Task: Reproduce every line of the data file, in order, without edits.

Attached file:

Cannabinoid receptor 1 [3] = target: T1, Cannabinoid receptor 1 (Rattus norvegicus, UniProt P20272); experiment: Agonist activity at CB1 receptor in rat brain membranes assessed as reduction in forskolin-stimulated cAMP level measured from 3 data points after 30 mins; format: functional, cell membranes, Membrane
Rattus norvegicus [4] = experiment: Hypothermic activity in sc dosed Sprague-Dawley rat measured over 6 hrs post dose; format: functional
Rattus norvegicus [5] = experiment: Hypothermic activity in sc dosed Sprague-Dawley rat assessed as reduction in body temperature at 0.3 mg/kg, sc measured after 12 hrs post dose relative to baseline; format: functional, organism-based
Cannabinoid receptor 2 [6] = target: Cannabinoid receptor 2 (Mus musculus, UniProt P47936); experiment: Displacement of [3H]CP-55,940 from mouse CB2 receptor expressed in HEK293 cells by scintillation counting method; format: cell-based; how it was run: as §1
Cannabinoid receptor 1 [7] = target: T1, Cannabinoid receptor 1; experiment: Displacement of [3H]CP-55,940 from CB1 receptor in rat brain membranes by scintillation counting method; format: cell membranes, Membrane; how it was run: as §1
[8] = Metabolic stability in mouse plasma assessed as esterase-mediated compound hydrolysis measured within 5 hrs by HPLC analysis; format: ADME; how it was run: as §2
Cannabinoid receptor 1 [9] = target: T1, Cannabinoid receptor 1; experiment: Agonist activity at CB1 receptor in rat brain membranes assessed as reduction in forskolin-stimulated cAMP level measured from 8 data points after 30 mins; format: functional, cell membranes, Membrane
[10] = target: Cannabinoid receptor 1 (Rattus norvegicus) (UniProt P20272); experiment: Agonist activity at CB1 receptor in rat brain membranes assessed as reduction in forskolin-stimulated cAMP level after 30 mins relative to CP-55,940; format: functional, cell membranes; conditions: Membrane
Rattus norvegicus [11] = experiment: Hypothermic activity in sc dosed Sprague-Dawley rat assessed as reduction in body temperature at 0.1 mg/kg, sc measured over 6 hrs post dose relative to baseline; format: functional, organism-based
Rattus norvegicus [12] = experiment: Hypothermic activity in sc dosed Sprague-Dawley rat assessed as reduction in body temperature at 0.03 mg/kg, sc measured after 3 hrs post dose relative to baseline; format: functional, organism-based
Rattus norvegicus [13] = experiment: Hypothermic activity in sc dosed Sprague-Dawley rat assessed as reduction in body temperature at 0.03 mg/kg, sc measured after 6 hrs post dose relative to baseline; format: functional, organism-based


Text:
Cannabinoid receptor 1 [3] = target: T1, Cannabinoid receptor 1 (Rattus norvegicus, UniProt P20272); experiment: Agonist activity at CB1 receptor in rat brain membranes assessed as reduction in forskolin-stimulated cAMP level measured from 3 data points after 30 mins; format: functional, cell membranes, Membrane
Rattus norvegicus [4] = experiment: Hypothermic activity in sc dosed Sprague-Dawley rat measured over 6 hrs post dose; format: functional
Rattus norvegicus [5] = experiment: Hypothermic activity in sc dosed Sprague-Dawley rat assessed as reduction in body temperature at 0.3 mg/kg, sc measured after 12 hrs post dose relative to baseline; format: functional, organism-based
Cannabinoid receptor 2 [6] = target: Cannabinoid receptor 2 (Mus musculus, UniProt P47936); experiment: Displacement of [3H]CP-55,940 from mouse CB2 receptor expressed in HEK293 cells by scintillation counting method; format: cell-based; how it was run: as §1
Cannabinoid receptor 1 [7] = target: T1, Cannabinoid receptor 1; experiment: Displacement of [3H]CP-55,940 from CB1 receptor in rat brain membranes by scintillation counting method; format: cell membranes, Membrane; how it was run: as §1
[8] = Metabolic stability in mouse plasma assessed as esterase-mediated compound hydrolysis measured within 5 hrs by HPLC analysis; format: ADME; how it was run: as §2
Cannabinoid receptor 1 [9] = target: T1, Cannabinoid receptor 1; experiment: Agonist activity at CB1 receptor in rat brain membranes assessed as reduction in forskolin-stimulated cAMP level measured from 8 data points after 30 mins; format: functional, cell membranes, Membrane
[10] = target: Cannabinoid receptor 1 (Rattus norvegicus) (UniProt P20272); experiment: Agonist activity at CB1 receptor in rat brain membranes assessed as reduction in forskolin-stimulated cAMP level after 30 mins relative to CP-55,940; format: functional, cell membranes; conditions: Membrane
Rattus norvegicus [11] = experiment: Hypothermic activity in sc dosed Sprague-Dawley rat assessed as reduction in body temperature at 0.1 mg/kg, sc measured over 6 hrs post dose relative to baseline; format: functional, organism-based
Rattus norvegicus [12] = experiment: Hypothermic activity in sc dosed Sprague-Dawley rat assessed as reduction in body temperature at 0.03 mg/kg, sc measured after 3 hrs post dose relative to baseline; format: functional, organism-based
Rattus norvegicus [13] = experiment: Hypothermic activity in sc dosed Sprague-Dawley rat assessed as reduction in body temperature at 0.03 mg/kg, sc measured after 6 hrs post dose relative to baseline; format: functional, organism-based